September 05, 2005
There's Something About Jerry
BY: Christopher Price
Oakland wide receiver Jerry Porter doesn’t have the freaky nickname, the wild hair, the gaudy numbers or the questionable rep that teammate Randy Moss has. But when the Raiders step on the field Thursday night to meet the Patriots, Oakland’s No. 2 receiver may be every bit as important to the Raiders’ success against New England as his much more celebrated teammate.
Don’t believe me? Try this one on for size: The last two years, the Patriots have had the best defense in the league against No. 1 receivers. Last season, they intercepted a league-high 11 passes intended for opposing No. 1 receivers. No matter his stats, that doesn’t bode well for Moss, who has never done well against the Patriots, and will likely face blanket coverage from a variety of defensive schemes Thursday night at Gillette.
Here’s the strange part: Last year, New England had the worst defenses in the league against No. 2 receivers. Second options like Johnnie Morton of Kansas City (5 catches, 107 yards), T.J. Houshmandzadeh of Cincinnati (12 catches, 145 yards) and Marty Booker of Miami (7 catches, 123 yards) enjoyed big days against the Patriots, while only two of the "primary targets" New England faced in 2004 went over 100 receiving yards in one game against New England -- Buffalo's Eric Moulds and St. Louis' Torry Holt -- because New England was so focused on stopping their opponents' top passing option.
So yesterday morning -- while everyone was talking about Moss and how he can change the game -- the Patriots’ defense reminded the media yesterday that despite the fact that he’s been suffering from a nagging hamstring injury since the start of training camp, you might want to also keep an eye on Porter when the Oakland offense lines up at the start of Thursday night’s game.
“He’s a great athlete. He’s big, he’s strong, he’s fast and he’s proven -- he’s done it in the past,” said veteran linebacker Willie McGinest, who faced Porter in a celebrity basketball game in the offseason. “A lot of people are just talking about Randy, but he’s also a big weapon you can’t look past.”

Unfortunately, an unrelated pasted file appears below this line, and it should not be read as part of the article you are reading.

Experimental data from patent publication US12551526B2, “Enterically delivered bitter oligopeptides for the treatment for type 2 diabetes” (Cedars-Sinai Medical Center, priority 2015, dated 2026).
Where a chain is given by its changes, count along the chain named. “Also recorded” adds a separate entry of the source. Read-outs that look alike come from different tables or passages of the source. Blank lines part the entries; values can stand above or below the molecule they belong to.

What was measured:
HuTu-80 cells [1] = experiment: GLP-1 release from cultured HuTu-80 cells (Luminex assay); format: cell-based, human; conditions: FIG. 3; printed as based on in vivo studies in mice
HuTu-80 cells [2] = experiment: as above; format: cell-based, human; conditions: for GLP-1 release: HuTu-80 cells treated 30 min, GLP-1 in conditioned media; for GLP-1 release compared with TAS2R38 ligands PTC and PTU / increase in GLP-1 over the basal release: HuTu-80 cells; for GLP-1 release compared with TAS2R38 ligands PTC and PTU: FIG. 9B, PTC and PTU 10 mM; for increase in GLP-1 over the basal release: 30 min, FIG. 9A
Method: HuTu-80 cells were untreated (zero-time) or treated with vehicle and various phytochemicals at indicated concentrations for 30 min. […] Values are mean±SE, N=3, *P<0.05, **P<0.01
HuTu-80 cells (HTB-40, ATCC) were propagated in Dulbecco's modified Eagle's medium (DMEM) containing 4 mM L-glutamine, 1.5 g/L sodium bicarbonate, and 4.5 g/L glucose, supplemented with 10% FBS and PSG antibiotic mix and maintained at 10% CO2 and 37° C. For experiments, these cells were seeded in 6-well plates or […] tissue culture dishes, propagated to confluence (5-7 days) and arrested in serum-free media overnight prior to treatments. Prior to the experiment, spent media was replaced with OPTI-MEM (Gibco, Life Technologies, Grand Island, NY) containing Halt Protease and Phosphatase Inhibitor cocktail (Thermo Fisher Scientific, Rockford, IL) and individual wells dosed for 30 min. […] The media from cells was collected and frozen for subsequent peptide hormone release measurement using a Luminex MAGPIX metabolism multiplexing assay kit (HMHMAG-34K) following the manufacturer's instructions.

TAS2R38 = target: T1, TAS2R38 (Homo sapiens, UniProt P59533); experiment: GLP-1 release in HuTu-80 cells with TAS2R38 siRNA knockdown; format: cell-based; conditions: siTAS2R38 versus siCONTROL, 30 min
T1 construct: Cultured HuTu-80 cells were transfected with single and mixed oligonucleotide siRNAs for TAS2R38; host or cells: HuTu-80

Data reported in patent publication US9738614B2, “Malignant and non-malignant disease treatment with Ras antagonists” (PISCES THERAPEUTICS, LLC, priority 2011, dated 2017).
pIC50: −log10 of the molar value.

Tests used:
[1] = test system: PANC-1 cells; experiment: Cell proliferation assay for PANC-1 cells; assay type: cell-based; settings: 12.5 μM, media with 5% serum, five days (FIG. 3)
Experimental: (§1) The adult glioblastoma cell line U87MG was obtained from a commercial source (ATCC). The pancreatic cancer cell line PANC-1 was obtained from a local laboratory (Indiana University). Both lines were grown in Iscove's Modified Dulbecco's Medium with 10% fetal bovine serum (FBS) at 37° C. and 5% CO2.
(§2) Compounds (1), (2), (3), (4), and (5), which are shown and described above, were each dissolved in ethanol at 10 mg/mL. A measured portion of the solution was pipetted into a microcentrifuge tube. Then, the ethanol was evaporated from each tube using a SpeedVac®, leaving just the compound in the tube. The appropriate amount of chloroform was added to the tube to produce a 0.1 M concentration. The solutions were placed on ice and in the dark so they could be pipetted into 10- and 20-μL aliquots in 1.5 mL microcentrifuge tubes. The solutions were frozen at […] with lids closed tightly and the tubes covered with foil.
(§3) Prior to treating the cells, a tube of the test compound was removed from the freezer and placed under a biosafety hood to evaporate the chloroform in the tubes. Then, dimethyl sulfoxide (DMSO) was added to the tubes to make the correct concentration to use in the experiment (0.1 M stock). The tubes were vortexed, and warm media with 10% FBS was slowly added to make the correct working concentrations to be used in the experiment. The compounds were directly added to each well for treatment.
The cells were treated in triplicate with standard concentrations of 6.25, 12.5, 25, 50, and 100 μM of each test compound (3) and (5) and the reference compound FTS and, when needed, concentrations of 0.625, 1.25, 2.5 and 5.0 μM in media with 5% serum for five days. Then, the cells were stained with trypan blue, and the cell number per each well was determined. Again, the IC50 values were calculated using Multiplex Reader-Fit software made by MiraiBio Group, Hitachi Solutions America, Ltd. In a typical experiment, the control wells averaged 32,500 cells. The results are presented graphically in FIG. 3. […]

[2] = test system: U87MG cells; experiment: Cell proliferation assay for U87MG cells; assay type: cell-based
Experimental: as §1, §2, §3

The 6-foot-2, 220-pound Porter has been one of the NFL’s best-kept secrets since he came into the league out of West Virginia in 2000. He spent a year or two learning at the foot of legends like Jerry Rice and Tim Brown before getting the call as the Raiders’ primary receiving target last season, when he blossomed as the starter in Oakland’s deep threat offense, starting all 16 games at receiver and setting new career highs in receptions (68) and receiving yards (998) and tying a career high with nine touchdown catches.
He was relegated to second-banana status again this season with the arrival of Moss, but that doesn’t mean the New England defense thinks any less of him. In fact, both coaches and players said yesterday that it’s not just the Moss/Porter duo they need to keep an eye on when the Raiders take to the air. Despite the fact that Doug Gabriel is still recovering from an operation on his dislocated left middle finger and Ronald Curry (torn Achilles’ tendon) and Carlos Francis (torn ACL in left knee) are trying to regain their form after serious injuries last season, the entire Oakland receiving corps is one the Patriots’ need to take very seriously, said Head Coach Bill Belichick.
“I’m not saying they’re as good as Moss, but they can all run,” Belichick said. “Those guys are all big-time, big-time speed guys.”
“If you put all your focus on one man, that gives the other guy an opportunity to the other guy to do his thing,” said cornerback Asante Samuel.
“They have some other good receivers nobody is talking about,” McGinest said. “You just can’t talk about Randy. Porter has been real productive too. And those other guys, they’re really good too. We’re not just preparing for one guy. We’re preparing for everybody.”
Christopher Price covers the Patriots for Boston Metro and BostonSportsReview.com. He can be reached at firstname.lastname@example.org.
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